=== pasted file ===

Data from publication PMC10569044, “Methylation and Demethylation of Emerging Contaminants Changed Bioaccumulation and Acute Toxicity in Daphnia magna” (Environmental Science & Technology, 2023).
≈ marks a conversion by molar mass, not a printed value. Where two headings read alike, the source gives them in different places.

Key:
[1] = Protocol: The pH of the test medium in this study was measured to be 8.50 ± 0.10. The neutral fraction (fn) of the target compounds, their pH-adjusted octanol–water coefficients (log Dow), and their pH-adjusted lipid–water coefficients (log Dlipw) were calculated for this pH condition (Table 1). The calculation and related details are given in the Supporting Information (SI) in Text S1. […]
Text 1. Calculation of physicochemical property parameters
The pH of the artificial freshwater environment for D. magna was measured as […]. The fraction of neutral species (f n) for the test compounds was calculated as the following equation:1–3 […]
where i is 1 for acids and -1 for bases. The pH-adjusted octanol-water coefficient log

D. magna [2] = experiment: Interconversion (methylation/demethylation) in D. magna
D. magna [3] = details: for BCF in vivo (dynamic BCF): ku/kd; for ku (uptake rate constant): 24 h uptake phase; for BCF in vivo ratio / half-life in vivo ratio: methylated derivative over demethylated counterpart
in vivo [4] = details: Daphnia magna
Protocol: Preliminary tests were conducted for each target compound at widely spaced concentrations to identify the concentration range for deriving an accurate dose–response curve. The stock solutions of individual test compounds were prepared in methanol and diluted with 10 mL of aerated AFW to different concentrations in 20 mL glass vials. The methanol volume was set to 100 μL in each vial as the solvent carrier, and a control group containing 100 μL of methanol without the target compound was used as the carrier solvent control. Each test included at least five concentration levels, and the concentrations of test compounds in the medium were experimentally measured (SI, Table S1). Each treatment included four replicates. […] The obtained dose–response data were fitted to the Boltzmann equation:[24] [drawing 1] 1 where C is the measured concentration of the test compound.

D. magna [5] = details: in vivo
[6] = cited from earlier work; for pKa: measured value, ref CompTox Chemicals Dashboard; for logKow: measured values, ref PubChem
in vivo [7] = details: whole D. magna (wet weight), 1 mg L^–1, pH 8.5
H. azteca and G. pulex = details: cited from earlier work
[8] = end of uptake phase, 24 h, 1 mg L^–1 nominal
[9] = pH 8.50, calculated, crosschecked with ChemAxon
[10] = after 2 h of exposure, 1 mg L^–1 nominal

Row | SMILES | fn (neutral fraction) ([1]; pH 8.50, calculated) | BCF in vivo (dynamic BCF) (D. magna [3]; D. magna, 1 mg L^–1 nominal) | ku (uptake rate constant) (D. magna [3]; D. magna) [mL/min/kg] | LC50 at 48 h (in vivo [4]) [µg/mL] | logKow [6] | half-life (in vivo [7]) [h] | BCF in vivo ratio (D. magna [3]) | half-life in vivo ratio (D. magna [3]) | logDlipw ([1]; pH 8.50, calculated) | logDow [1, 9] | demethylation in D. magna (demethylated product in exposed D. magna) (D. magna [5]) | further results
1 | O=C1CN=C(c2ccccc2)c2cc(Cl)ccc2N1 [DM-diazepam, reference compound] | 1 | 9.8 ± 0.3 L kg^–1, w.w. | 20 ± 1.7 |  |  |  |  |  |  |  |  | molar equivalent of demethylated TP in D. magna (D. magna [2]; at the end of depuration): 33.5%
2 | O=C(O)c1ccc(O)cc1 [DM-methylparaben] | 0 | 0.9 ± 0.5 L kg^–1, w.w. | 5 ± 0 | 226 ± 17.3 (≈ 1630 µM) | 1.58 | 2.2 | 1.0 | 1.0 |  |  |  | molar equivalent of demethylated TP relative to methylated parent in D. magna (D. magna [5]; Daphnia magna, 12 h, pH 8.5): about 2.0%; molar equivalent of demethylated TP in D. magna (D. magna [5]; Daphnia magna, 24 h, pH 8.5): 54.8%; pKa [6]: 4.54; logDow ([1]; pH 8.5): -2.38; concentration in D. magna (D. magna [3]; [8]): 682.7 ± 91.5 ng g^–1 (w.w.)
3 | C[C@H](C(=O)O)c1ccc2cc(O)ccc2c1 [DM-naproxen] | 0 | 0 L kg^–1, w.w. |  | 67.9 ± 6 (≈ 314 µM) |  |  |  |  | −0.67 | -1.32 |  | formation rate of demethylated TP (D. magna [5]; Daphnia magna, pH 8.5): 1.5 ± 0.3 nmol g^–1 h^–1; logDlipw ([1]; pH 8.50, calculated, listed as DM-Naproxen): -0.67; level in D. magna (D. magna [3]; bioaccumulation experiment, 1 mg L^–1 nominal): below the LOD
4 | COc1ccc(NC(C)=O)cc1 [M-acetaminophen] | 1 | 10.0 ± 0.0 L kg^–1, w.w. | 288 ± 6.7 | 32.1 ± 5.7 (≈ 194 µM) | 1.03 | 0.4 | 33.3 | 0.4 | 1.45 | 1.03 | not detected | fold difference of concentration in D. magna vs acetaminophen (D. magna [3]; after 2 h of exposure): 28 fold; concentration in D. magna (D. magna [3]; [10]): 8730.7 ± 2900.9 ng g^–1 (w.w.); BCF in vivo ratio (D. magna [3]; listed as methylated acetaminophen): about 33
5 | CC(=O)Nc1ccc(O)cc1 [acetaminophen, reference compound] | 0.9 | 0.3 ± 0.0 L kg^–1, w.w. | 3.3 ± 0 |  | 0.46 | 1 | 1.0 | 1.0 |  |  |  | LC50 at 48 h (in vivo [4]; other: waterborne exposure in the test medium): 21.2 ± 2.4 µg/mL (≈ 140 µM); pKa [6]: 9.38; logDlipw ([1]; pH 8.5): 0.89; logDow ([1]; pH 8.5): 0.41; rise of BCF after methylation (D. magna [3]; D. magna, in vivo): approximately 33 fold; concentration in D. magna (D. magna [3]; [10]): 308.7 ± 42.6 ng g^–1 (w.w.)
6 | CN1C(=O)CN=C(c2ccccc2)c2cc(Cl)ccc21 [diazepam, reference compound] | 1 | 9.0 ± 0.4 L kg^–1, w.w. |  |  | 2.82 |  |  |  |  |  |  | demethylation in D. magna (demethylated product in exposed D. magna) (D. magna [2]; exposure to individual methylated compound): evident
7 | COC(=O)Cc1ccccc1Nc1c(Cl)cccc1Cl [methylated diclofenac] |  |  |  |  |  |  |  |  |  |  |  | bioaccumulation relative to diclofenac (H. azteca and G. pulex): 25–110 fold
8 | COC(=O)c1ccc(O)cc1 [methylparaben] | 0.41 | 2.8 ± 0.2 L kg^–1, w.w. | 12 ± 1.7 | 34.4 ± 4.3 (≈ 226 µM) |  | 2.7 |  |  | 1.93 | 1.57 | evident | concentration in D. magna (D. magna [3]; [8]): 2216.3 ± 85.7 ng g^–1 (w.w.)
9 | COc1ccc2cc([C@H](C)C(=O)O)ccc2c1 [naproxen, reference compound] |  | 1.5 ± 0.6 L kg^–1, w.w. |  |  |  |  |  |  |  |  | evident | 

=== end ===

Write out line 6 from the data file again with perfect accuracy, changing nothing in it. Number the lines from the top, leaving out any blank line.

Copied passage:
The pH of the artificial freshwater environment for D. magna was measured as […]. The fraction of neutral species (f n) for the test compounds was calculated as the following equation:1–3 […]